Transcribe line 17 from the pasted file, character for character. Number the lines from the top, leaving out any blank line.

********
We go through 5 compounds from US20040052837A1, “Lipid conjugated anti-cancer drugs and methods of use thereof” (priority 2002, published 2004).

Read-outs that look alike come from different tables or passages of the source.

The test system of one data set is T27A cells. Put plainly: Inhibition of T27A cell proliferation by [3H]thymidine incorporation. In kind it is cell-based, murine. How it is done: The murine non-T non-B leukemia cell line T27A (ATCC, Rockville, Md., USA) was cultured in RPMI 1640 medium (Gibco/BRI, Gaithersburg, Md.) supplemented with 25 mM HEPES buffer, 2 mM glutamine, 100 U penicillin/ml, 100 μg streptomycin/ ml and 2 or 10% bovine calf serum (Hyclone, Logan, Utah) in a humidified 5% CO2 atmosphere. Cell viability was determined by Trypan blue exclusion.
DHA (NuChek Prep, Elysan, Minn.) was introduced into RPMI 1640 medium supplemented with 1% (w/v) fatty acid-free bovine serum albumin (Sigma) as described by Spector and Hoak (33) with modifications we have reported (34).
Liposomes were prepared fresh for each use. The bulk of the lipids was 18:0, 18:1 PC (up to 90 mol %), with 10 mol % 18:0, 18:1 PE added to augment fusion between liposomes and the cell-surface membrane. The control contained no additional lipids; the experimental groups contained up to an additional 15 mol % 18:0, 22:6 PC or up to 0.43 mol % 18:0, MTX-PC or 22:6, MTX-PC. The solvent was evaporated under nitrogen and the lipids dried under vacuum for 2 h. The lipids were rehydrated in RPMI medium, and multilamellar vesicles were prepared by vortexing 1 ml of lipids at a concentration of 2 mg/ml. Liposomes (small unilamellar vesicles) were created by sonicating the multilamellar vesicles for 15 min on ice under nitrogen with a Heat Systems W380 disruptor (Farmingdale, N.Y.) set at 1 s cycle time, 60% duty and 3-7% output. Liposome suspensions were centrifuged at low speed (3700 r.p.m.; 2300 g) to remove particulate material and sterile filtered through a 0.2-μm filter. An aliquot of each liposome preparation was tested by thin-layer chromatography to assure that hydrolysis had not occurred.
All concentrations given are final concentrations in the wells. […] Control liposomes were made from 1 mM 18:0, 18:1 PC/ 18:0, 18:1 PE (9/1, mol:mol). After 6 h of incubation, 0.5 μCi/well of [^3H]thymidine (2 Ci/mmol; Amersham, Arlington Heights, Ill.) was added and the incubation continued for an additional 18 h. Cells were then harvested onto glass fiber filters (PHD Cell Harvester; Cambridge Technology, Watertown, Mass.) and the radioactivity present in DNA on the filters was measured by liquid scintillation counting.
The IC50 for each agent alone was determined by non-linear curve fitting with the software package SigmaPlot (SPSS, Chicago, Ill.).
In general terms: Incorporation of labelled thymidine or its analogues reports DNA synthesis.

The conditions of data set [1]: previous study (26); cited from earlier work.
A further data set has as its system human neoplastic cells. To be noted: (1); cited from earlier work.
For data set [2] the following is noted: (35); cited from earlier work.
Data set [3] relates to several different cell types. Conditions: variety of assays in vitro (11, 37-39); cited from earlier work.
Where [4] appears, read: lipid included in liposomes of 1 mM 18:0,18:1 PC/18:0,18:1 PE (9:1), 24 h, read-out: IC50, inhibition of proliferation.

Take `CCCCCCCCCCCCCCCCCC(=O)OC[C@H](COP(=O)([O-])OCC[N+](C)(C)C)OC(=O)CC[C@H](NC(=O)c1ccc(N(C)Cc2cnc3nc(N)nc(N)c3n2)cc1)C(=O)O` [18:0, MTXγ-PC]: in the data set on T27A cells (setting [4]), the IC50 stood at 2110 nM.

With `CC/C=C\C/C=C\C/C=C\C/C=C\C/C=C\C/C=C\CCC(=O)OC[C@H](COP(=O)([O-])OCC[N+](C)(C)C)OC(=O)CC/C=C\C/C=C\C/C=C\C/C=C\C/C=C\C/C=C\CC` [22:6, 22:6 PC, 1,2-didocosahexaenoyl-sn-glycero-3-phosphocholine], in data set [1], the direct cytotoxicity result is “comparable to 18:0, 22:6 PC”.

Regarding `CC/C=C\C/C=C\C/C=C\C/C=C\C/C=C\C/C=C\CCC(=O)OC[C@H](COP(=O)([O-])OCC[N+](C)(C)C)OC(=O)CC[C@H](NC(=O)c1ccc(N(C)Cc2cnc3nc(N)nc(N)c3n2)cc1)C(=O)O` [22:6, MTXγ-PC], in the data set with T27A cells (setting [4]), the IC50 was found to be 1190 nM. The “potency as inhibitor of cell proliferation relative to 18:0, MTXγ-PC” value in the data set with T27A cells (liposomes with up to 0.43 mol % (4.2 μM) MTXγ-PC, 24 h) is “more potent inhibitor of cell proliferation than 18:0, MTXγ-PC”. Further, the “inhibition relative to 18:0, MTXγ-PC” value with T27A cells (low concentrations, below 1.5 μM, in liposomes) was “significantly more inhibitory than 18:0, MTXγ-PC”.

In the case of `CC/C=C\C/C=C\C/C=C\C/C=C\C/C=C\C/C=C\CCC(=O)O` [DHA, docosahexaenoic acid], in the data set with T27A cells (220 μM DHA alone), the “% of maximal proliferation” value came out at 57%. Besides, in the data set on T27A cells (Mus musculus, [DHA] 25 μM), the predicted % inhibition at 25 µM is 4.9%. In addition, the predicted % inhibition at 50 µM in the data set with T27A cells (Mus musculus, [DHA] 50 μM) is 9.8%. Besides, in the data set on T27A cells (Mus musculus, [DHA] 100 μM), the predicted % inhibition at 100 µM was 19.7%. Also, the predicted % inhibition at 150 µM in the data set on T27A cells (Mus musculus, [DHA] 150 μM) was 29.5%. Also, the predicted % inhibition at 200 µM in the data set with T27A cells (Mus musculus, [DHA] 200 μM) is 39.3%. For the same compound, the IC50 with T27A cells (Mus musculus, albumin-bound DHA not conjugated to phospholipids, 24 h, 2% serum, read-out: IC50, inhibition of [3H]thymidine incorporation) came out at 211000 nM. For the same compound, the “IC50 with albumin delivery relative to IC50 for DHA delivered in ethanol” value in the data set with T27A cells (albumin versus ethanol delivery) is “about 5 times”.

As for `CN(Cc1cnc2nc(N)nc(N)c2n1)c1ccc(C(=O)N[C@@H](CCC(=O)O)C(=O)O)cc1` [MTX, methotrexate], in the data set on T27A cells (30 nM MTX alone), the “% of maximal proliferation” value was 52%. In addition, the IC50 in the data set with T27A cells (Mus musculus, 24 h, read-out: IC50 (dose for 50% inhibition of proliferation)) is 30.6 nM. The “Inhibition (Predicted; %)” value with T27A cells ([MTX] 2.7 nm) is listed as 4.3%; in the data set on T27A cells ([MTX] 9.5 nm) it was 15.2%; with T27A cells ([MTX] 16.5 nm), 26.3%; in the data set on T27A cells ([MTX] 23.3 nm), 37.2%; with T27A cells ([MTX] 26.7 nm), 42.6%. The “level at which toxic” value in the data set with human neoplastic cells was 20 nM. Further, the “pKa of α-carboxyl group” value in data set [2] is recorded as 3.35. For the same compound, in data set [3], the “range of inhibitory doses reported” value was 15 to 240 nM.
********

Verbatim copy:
In the case of `CC/C=C\C/C=C\C/C=C\C/C=C\C/C=C\C/C=C\CCC(=O)O` [DHA, docosahexaenoic acid], in the data set with T27A cells (220 μM DHA alone), the “% of maximal proliferation” value came out at 57%. Besides, in the data set on T27A cells (Mus musculus, [DHA] 25 μM), the predicted % inhibition at 25 µM is 4.9%. In addition, the predicted % inhibition at 50 µM in the data set with T27A cells (Mus musculus, [DHA] 50 μM) is 9.8%. Besides, in the data set on T27A cells (Mus musculus, [DHA] 100 μM), the predicted % inhibition at 100 µM was 19.7%. Also, the predicted % inhibition at 150 µM in the data set on T27A cells (Mus musculus, [DHA] 150 μM) was 29.5%. Also, the predicted % inhibition at 200 µM in the data set with T27A cells (Mus musculus, [DHA] 200 μM) is 39.3%. For the same compound, the IC50 with T27A cells (Mus musculus, albumin-bound DHA not conjugated to phospholipids, 24 h, 2% serum, read-out: IC50, inhibition of [3H]thymidine incorporation) came out at 211000 nM. For the same compound, the “IC50 with albumin delivery relative to IC50 for DHA delivered in ethanol” value in the data set with T27A cells (albumin versus ethanol delivery) is “about 5 times”.